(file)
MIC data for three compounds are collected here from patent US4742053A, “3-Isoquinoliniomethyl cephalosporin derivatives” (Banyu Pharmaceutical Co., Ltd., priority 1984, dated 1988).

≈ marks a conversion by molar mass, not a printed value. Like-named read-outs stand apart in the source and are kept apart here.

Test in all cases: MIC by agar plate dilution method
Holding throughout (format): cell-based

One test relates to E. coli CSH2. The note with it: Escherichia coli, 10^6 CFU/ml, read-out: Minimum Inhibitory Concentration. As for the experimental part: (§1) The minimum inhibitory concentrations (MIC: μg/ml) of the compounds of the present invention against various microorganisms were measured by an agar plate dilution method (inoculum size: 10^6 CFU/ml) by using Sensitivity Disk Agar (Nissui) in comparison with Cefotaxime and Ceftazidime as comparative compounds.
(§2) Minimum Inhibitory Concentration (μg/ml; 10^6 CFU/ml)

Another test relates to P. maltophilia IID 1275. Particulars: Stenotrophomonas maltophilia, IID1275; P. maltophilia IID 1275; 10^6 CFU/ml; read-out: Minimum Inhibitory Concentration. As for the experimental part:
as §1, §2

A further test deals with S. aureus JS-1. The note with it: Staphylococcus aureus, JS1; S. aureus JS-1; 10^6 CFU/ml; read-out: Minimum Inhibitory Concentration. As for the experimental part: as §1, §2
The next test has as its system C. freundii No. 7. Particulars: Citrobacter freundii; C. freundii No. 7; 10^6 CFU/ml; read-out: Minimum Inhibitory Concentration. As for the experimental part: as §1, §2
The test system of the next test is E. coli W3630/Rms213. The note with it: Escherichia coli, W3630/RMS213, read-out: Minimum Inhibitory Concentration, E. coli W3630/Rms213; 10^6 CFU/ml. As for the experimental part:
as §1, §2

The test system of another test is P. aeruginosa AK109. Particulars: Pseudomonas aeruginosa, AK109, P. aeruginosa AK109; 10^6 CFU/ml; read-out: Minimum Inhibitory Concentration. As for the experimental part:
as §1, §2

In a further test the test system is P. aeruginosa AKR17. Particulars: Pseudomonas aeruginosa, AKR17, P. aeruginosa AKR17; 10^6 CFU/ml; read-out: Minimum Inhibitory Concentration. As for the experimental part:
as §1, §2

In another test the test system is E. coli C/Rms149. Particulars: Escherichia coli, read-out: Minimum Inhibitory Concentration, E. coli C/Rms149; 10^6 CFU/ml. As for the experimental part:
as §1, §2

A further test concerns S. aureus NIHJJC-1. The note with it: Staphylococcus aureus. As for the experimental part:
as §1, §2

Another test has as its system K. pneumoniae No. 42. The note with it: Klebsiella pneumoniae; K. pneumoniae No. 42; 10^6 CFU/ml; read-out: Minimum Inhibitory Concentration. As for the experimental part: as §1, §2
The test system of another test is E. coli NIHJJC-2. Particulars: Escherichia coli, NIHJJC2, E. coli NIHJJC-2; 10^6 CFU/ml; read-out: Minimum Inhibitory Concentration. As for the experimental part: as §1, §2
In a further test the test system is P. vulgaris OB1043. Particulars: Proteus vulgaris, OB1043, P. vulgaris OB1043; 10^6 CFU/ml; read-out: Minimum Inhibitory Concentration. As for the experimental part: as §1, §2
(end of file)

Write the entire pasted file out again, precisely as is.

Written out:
MIC data for three compounds are collected here from patent US4742053A, “3-Isoquinoliniomethyl cephalosporin derivatives” (Banyu Pharmaceutical Co., Ltd., priority 1984, dated 1988).

≈ marks a conversion by molar mass, not a printed value. Like-named read-outs stand apart in the source and are kept apart here.

Test in all cases: MIC by agar plate dilution method
Holding throughout (format): cell-based

One test relates to E. coli CSH2. The note with it: Escherichia coli, 10^6 CFU/ml, read-out: Minimum Inhibitory Concentration. As for the experimental part: (§1) The minimum inhibitory concentrations (MIC: μg/ml) of the compounds of the present invention against various microorganisms were measured by an agar plate dilution method (inoculum size: 10^6 CFU/ml) by using Sensitivity Disk Agar (Nissui) in comparison with Cefotaxime and Ceftazidime as comparative compounds.
(§2) Minimum Inhibitory Concentration (μg/ml; 10^6 CFU/ml)

Another test relates to P. maltophilia IID 1275. Particulars: Stenotrophomonas maltophilia, IID1275; P. maltophilia IID 1275; 10^6 CFU/ml; read-out: Minimum Inhibitory Concentration. As for the experimental part:
as §1, §2

A further test deals with S. aureus JS-1. The note with it: Staphylococcus aureus, JS1; S. aureus JS-1; 10^6 CFU/ml; read-out: Minimum Inhibitory Concentration. As for the experimental part: as §1, §2
The next test has as its system C. freundii No. 7. Particulars: Citrobacter freundii; C. freundii No. 7; 10^6 CFU/ml; read-out: Minimum Inhibitory Concentration. As for the experimental part: as §1, §2
The test system of the next test is E. coli W3630/Rms213. The note with it: Escherichia coli, W3630/RMS213, read-out: Minimum Inhibitory Concentration, E. coli W3630/Rms213; 10^6 CFU/ml. As for the experimental part:
as §1, §2

The test system of another test is P. aeruginosa AK109. Particulars: Pseudomonas aeruginosa, AK109, P. aeruginosa AK109; 10^6 CFU/ml; read-out: Minimum Inhibitory Concentration. As for the experimental part:
as §1, §2

In a further test the test system is P. aeruginosa AKR17. Particulars: Pseudomonas aeruginosa, AKR17, P. aeruginosa AKR17; 10^6 CFU/ml; read-out: Minimum Inhibitory Concentration. As for the experimental part:
as §1, §2

In another test the test system is E. coli C/Rms149. Particulars: Escherichia coli, read-out: Minimum Inhibitory Concentration, E. coli C/Rms149; 10^6 CFU/ml. As for the experimental part:
as §1, §2

A further test concerns S. aureus NIHJJC-1. The note with it: Staphylococcus aureus. As for the experimental part:
as §1, §2

Another test has as its system K. pneumoniae No. 42. The note with it: Klebsiella pneumoniae; K. pneumoniae No. 42; 10^6 CFU/ml; read-out: Minimum Inhibitory Concentration. As for the experimental part: as §1, §2
The test system of another test is E. coli NIHJJC-2. Particulars: Escherichia coli, NIHJJC2, E. coli NIHJJC-2; 10^6 CFU/ml; read-out: Minimum Inhibitory Concentration. As for the experimental part: as §1, §2
In a further test the test system is P. vulgaris OB1043. Particulars: Proteus vulgaris, OB1043, P. vulgaris OB1043; 10^6 CFU/ml; read-out: Minimum Inhibitory Concentration. As for the experimental part: as §1, §2